Microsoft case before the Supreme Court ends with a whimper

The eagerly-anticipated outcome of US v. Microsoft—the Irish email case for you layman—has occurred on a less-than-satisfying note. Thanks to a newly passed CLOUD Act, the US Supreme Court will no longer need to issue a ruling in this case. So, the US Department of Justice has dropped the lawsuit and Microsoft has filed a motion agreeing with the DOJ. That said, the battle isn’t necessarily over: The DOJ has also filed a new warrant for that email data under the CLOUD Act. Will Microsoft fight this one too? That’s unclear, given that the software giant had previously expressed its support for the Act, which it says is “a nuanced legislative scheme that creates a modern legal framework for law-enforcement access to data across borders.” Stay tuned.

“Microsoft HoloLens 2: Everything we know so far”

It won’t sell well either.

Microsoft brings ransomware protection to consumers, too

A few months ago, Microsoft introduced a great new OneDrive for Business feature called File Restore, which lets users “go back in time” and restore previous versions of any cloud-based documents and other files stored in the service. (Yes, it works like File History in Windows 10.) This week, the firm announced that it was bringing this functionality to consumers, too, via OneDrive for Office 365 Home and Personal subscribers. File Restore can help users recover from ransomware attacks, but the software giant is doing even more along those lines with the addition of email, mobile, and desktop notifications of detected ransomware attacks. See? And you thought that Microsoft wasn’t interested in consumers. This stuff is truly useful and, arguably, necessary in this modern, cloud-based era.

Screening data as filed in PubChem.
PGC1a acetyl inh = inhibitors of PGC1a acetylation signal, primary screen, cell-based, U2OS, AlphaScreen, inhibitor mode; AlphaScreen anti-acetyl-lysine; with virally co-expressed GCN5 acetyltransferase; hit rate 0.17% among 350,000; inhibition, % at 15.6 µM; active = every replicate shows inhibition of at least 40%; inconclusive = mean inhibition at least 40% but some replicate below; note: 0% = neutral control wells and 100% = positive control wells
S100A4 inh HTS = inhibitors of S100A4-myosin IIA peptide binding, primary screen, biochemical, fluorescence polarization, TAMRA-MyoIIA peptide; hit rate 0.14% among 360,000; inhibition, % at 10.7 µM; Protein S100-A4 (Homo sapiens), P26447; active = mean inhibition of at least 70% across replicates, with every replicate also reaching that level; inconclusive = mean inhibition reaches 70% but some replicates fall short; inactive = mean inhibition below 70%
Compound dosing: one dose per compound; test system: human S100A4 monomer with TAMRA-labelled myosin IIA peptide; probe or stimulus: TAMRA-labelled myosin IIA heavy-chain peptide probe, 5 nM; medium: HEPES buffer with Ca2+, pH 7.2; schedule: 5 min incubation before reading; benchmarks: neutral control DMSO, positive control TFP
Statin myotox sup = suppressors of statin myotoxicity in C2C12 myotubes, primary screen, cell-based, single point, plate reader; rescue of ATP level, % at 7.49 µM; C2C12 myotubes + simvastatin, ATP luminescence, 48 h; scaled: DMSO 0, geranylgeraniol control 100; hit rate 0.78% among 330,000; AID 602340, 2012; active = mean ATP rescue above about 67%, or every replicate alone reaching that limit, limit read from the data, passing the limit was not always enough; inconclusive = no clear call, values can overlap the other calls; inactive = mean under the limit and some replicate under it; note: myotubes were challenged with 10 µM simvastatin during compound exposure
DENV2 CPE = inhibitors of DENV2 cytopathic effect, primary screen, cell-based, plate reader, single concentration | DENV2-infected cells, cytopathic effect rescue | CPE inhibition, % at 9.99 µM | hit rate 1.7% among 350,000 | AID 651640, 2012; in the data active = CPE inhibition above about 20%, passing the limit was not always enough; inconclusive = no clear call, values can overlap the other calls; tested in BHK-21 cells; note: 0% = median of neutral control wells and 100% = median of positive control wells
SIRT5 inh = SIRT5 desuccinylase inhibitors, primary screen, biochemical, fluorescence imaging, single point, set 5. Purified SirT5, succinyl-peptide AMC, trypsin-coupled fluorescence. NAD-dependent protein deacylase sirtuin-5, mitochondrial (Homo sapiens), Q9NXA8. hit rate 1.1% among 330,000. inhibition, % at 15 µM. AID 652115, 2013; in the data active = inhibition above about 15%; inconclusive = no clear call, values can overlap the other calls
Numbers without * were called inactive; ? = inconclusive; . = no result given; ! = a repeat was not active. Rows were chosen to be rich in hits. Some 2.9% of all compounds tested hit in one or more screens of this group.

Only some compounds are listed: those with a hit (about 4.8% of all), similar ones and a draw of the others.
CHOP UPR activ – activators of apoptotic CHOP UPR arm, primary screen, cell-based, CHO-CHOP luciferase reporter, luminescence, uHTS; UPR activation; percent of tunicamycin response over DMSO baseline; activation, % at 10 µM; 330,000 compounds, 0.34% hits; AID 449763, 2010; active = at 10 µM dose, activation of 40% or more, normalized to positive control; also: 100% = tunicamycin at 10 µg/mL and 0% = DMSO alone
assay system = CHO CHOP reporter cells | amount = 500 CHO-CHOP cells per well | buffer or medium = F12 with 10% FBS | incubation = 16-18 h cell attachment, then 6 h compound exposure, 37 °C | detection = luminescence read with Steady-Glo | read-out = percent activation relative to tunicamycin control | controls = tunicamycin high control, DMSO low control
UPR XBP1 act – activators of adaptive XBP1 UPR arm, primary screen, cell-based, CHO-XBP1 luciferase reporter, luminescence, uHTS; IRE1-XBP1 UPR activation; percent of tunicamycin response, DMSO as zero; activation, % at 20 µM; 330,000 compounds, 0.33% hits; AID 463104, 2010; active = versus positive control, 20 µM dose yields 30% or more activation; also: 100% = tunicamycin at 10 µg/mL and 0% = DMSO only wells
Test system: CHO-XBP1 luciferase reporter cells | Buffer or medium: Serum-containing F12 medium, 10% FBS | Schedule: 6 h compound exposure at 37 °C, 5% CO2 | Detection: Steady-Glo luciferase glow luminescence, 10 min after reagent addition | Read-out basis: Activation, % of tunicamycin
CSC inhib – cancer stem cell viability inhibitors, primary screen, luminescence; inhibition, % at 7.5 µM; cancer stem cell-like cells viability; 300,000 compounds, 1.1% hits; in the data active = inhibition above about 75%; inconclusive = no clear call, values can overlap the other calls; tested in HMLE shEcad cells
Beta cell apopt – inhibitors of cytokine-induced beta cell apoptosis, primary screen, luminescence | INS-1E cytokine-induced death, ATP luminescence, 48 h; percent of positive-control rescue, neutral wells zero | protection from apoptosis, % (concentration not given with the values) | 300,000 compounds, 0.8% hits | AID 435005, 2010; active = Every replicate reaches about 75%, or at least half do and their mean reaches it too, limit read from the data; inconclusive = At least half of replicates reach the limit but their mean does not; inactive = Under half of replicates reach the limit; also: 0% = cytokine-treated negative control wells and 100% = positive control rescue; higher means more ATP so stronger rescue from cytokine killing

“Microsoft’s new Cortana chief plans to put her smarts in more places”

More places than no places? Smart!

Facebook actually does care about your privacy. If your name is Mark Zuckerberg, that is

Facebook has come under a lot of fire in recent weeks, and deservedly so: The social networking giant has allowed an analytics firm to mine its user data in ways that should have been obviously wrong. But this one bothers me more, somehow: Facebook admitted this week that it has been silently deleting older messages sent by CEO Mark Zuckerberg via its Messenger service, a feature it does not provide to its own customers. The company says it is doing so to limit the potential damage of a hack, but then that’s why Facebook’s customers might see that functionality as being quite useful. So this is just another helpful reminder that Zuck once referred to people who trust him or Facebook as “dumb [email protected]#$s.” I couldn’t agree more.